As presented before, in order to enhance protection of agency workers (particularly those with contracts of short term duration), the social partners developed initiatives in the temporary agency sector of various countries (France, Netherlands, Belgium, Italy, etc.). These bipartite bodies or funds aim at enhancing access to social protection for agency workers. The social partners also developed bodies and funds in order to enhance working conditions of workers (e.g. development of funds for vocational training, etc.). These initiatives cover all agency workers, regardless of the user company where they are assigned.
It appears that comparable provisions do not systematically exist for standard fixed-term contracts or self-employment, which tends to indicate that the particular employment relationship induced by agency work (triangular relationship) helps to develop provisions aimed at enhancing working conditions of workers.
The triangular relationship allows the development of unique bodies or funds: it constitutes a key difference with respect to other forms of flexible work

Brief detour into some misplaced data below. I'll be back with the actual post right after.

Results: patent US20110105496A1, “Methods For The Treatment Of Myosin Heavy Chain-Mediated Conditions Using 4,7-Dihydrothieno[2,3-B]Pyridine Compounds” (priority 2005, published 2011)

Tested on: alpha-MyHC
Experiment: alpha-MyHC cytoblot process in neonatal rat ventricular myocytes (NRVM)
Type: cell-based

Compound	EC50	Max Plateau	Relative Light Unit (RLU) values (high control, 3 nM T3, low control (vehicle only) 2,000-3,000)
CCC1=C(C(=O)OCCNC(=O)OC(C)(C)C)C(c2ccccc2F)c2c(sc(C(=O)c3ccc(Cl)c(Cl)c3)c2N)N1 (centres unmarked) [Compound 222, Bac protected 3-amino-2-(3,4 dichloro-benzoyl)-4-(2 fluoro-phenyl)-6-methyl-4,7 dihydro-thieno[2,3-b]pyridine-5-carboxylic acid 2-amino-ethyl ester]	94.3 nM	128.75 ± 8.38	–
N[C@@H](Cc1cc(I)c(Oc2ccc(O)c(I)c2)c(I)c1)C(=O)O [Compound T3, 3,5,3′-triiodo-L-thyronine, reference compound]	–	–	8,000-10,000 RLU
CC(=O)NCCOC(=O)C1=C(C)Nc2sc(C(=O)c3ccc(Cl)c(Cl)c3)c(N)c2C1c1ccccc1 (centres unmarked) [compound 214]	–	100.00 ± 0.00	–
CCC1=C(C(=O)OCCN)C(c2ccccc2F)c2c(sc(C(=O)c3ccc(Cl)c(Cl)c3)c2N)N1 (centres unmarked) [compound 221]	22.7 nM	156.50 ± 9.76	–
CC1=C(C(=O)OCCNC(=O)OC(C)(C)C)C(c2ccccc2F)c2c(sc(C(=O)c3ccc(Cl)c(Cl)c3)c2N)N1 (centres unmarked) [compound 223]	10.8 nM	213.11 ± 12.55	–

The development of such unique bodies / funds is fostered by the triangular relationship of TAW: the intermediary role of the agencies as well as the active role of the social partners is fundamental. The same does not exist when considering fixed-term contracts (FTCs group
It is moreover important to notice that the intermediation in the TAW sector also allows for the privatization of the bodies / funds: e.g. in France, the organisation that allows a better registration of the career paths of the TAW workers is privately funded, which offers the opportunity to not increase public spending in compiling career paths of workers accumulating different contracts.
In this view, the strength of TAW, with respect to other forms of flexible work (i.e. standard fixed-term contracts or self-employment), lies in the fact that the triangular relationship facilitates the creation of systems and initiatives that allow to combine flexibility and enhancement of working and employment conditions.
The development of unique bipartite bodies/funds is a key feature of TAW and a key point of distinction in comparison to other forms of flexible work